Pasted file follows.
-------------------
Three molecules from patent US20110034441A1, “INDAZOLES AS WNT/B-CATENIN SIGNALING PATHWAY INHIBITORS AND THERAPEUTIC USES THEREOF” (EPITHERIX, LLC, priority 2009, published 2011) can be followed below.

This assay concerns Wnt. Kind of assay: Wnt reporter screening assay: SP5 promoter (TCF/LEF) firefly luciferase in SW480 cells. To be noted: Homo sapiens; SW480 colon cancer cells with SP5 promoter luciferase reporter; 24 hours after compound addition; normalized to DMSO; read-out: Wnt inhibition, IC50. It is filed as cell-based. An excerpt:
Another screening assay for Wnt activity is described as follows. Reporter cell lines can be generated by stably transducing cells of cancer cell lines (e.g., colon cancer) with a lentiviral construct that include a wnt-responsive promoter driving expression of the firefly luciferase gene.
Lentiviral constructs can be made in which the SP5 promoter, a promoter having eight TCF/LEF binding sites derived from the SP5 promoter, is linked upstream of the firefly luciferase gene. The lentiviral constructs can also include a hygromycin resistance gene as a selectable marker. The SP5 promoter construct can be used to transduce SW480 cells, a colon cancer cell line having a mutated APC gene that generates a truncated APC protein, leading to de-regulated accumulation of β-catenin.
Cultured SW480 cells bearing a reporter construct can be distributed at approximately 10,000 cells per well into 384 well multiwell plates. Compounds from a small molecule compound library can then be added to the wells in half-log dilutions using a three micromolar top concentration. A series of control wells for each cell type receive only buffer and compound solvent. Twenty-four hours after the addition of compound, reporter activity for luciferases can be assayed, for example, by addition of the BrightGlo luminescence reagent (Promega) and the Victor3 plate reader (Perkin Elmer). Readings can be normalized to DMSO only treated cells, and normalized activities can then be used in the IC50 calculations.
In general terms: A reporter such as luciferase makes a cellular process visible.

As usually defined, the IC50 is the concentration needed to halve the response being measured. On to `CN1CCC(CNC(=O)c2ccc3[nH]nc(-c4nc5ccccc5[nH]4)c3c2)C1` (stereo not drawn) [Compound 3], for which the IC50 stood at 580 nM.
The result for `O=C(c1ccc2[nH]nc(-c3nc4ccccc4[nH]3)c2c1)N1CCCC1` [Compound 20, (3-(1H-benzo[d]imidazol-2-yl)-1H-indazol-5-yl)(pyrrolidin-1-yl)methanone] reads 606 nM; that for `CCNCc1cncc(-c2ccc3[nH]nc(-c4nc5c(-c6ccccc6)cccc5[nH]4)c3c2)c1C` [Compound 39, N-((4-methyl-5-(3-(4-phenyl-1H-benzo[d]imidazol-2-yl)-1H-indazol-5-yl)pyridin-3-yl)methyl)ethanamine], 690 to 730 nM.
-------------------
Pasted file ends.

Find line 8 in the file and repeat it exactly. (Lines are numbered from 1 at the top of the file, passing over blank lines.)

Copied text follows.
The result for `O=C(c1ccc2[nH]nc(-c3nc4ccccc4[nH]3)c2c1)N1CCCC1` [Compound 20, (3-(1H-benzo[d]imidazol-2-yl)-1H-indazol-5-yl)(pyrrolidin-1-yl)methanone] reads 606 nM; that for `CCNCc1cncc(-c2ccc3[nH]nc(-c4nc5c(-c6ccccc6)cccc5[nH]4)c3c2)c1C` [Compound 39, N-((4-methyl-5-(3-(4-phenyl-1H-benzo[d]imidazol-2-yl)-1H-indazol-5-yl)pyridin-3-yl)methyl)ethanamine], 690 to 730 nM.